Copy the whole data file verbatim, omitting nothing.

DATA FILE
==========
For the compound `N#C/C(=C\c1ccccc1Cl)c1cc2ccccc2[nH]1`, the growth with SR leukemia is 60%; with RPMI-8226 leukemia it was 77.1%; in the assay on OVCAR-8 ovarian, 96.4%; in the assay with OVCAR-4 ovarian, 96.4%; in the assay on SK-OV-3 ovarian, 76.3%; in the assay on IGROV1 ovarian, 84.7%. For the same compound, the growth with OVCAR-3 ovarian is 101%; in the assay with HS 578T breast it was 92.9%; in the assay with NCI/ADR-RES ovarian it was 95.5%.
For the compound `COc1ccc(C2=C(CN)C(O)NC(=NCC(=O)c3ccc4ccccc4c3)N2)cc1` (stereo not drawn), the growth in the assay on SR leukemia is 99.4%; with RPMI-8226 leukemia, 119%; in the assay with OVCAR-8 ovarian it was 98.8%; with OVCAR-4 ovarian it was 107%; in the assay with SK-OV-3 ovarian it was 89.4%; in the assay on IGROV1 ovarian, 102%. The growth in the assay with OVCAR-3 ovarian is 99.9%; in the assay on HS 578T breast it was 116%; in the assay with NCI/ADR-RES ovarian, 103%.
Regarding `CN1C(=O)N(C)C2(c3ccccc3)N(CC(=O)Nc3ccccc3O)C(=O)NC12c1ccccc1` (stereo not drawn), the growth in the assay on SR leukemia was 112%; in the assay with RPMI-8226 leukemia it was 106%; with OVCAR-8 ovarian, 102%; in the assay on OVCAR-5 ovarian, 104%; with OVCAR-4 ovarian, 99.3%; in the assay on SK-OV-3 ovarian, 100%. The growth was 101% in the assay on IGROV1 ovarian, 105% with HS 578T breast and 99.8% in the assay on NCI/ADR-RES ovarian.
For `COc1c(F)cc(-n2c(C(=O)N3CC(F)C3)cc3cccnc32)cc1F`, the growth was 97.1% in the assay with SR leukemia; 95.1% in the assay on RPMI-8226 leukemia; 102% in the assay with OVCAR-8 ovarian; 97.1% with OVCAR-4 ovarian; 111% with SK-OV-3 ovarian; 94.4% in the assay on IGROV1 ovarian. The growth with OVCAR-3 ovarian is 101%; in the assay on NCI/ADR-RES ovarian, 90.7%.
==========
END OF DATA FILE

For the compound `N#C/C(=C\c1ccccc1Cl)c1cc2ccccc2[nH]1`, the growth with SR leukemia is 60%; with RPMI-8226 leukemia it was 77.1%; in the assay on OVCAR-8 ovarian, 96.4%; in the assay with OVCAR-4 ovarian, 96.4%; in the assay on SK-OV-3 ovarian, 76.3%; in the assay on IGROV1 ovarian, 84.7%. For the same compound, the growth with OVCAR-3 ovarian is 101%; in the assay with HS 578T breast it was 92.9%; in the assay with NCI/ADR-RES ovarian it was 95.5%.
For the compound `COc1ccc(C2=C(CN)C(O)NC(=NCC(=O)c3ccc4ccccc4c3)N2)cc1` (stereo not drawn), the growth in the assay on SR leukemia is 99.4%; with RPMI-8226 leukemia, 119%; in the assay with OVCAR-8 ovarian it was 98.8%; with OVCAR-4 ovarian it was 107%; in the assay with SK-OV-3 ovarian it was 89.4%; in the assay on IGROV1 ovarian, 102%. The growth in the assay with OVCAR-3 ovarian is 99.9%; in the assay on HS 578T breast it was 116%; in the assay with NCI/ADR-RES ovarian, 103%.
Regarding `CN1C(=O)N(C)C2(c3ccccc3)N(CC(=O)Nc3ccccc3O)C(=O)NC12c1ccccc1` (stereo not drawn), the growth in the assay on SR leukemia was 112%; in the assay with RPMI-8226 leukemia it was 106%; with OVCAR-8 ovarian, 102%; in the assay on OVCAR-5 ovarian, 104%; with OVCAR-4 ovarian, 99.3%; in the assay on SK-OV-3 ovarian, 100%. The growth was 101% in the assay on IGROV1 ovarian, 105% with HS 578T breast and 99.8% in the assay on NCI/ADR-RES ovarian.
For `COc1c(F)cc(-n2c(C(=O)N3CC(F)C3)cc3cccnc32)cc1F`, the growth was 97.1% in the assay with SR leukemia; 95.1% in the assay on RPMI-8226 leukemia; 102% in the assay with OVCAR-8 ovarian; 97.1% with OVCAR-4 ovarian; 111% with SK-OV-3 ovarian; 94.4% in the assay on IGROV1 ovarian. The growth with OVCAR-3 ovarian is 101%; in the assay on NCI/ADR-RES ovarian, 90.7%.